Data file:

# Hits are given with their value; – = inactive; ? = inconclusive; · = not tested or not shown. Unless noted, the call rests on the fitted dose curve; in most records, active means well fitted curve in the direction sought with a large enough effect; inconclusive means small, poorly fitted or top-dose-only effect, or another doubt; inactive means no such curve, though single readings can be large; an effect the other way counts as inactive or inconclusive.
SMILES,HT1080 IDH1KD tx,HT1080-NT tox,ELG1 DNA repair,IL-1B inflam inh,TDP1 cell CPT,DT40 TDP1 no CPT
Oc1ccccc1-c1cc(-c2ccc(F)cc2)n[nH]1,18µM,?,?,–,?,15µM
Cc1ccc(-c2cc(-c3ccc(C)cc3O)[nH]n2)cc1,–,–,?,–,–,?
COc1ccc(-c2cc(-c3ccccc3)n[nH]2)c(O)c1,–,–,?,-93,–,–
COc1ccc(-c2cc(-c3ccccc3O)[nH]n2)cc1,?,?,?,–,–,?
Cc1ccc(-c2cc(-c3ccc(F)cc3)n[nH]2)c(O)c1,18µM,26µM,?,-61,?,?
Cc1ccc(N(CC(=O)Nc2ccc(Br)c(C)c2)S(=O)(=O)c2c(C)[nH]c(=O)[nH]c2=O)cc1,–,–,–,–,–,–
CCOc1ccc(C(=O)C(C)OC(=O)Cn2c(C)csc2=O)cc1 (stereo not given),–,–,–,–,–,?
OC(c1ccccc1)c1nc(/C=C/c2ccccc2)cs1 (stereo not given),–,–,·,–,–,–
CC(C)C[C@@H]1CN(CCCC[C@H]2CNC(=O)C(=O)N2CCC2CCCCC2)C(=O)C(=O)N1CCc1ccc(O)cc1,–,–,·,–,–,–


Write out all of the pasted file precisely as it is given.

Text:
# Hits are given with their value; – = inactive; ? = inconclusive; · = not tested or not shown. Unless noted, the call rests on the fitted dose curve; in most records, active means well fitted curve in the direction sought with a large enough effect; inconclusive means small, poorly fitted or top-dose-only effect, or another doubt; inactive means no such curve, though single readings can be large; an effect the other way counts as inactive or inconclusive.
SMILES,HT1080 IDH1KD tx,HT1080-NT tox,ELG1 DNA repair,IL-1B inflam inh,TDP1 cell CPT,DT40 TDP1 no CPT
Oc1ccccc1-c1cc(-c2ccc(F)cc2)n[nH]1,18µM,?,?,–,?,15µM
Cc1ccc(-c2cc(-c3ccc(C)cc3O)[nH]n2)cc1,–,–,?,–,–,?
COc1ccc(-c2cc(-c3ccccc3)n[nH]2)c(O)c1,–,–,?,-93,–,–
COc1ccc(-c2cc(-c3ccccc3O)[nH]n2)cc1,?,?,?,–,–,?
Cc1ccc(-c2cc(-c3ccc(F)cc3)n[nH]2)c(O)c1,18µM,26µM,?,-61,?,?
Cc1ccc(N(CC(=O)Nc2ccc(Br)c(C)c2)S(=O)(=O)c2c(C)[nH]c(=O)[nH]c2=O)cc1,–,–,–,–,–,–
CCOc1ccc(C(=O)C(C)OC(=O)Cn2c(C)csc2=O)cc1 (stereo not given),–,–,–,–,–,?
OC(c1ccccc1)c1nc(/C=C/c2ccccc2)cs1 (stereo not given),–,–,·,–,–,–
CC(C)C[C@@H]1CN(CCCC[C@H]2CNC(=O)C(=O)N2CCC2CCCCC2)C(=O)C(=O)N1CCc1ccc(O)cc1,–,–,·,–,–,–